Behind the eyes, it is also called the Gaussian function;) It has only two parameters. First: µ is the mathematical expectation (mean), median and distribution mode. Second parameter: σ – standard deviation (σ^{2} – variance) of the distribution. The probability density function has the following graphical representation:

In order to describe the normal distribution without formulas, consider, for example, the height of the people around us. Think of your friends, acquaintances, work colleagues. Are there many giants among them? Are there many people of extremely small stature among them? The most common value is likely to be “**average height**“.

The normal distribution has another remarkable property. We measure three standard deviations **down** from the average height. We measure three standard deviations **up** from the average height. 99.73% of your subjects will be within this range. In other words, the lion’s share of the sample is within the “three sigma” range.

Imagine now that we are in the fabulous Middle Ages. In addition to people, other creatures live on earth: giants, gnomes. Dragons hover in the sky. Elves lurk in the woods. Let’s form a sample of the growth of fantastic creatures. As you can see, the histogram has heavy tails.

Why? It’s simple – a meeting with a gnome or a giant is not so rare. The distribution of the height of the inhabitants of the fairy forest differs **significantly from the normal one**.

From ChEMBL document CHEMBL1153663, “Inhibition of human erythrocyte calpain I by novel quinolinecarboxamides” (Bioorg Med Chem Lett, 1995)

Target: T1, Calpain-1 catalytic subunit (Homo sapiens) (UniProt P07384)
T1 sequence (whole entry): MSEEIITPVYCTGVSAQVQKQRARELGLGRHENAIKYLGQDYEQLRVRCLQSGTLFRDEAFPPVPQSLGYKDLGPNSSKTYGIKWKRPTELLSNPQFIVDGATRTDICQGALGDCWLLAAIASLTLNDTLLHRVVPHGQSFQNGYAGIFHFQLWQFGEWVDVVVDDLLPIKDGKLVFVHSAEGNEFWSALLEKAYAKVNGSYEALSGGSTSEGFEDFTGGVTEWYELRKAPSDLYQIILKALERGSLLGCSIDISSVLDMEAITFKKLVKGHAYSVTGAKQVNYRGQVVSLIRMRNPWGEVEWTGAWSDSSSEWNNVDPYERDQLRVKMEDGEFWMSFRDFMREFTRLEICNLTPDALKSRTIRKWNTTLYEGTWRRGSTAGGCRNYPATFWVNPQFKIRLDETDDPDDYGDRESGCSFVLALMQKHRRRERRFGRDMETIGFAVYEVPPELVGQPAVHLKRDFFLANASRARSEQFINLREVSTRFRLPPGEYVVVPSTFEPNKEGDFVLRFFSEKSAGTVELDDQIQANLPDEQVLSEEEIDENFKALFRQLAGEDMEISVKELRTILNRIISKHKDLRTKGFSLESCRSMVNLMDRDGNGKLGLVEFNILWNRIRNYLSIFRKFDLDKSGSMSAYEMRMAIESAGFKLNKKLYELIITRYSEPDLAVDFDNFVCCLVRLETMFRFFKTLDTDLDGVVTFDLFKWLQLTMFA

It is especially worth noting that if a random variable is affected by many random variables that are practically independent of each other, the behavior of such a random variable is described by a normal distribution. The normal distribution is fairly well understood. A lot of data processing techniques are based on it. The Pearson correlation, which requires normality, is only one in a thousand instruments. And here a fundamental question arises. What is the **distribution of price changes in cryptocurrencies**?

**Mining data about cryptocurrencies. Active crypto pairs.**

We will consider the Binance crypto exchange as a source of data on cryptocurrency pairs. We will use Python 3.7.7 as processing tools. We use libraries such as: **scipy**, **numpy**, **pandas**, **plotly**.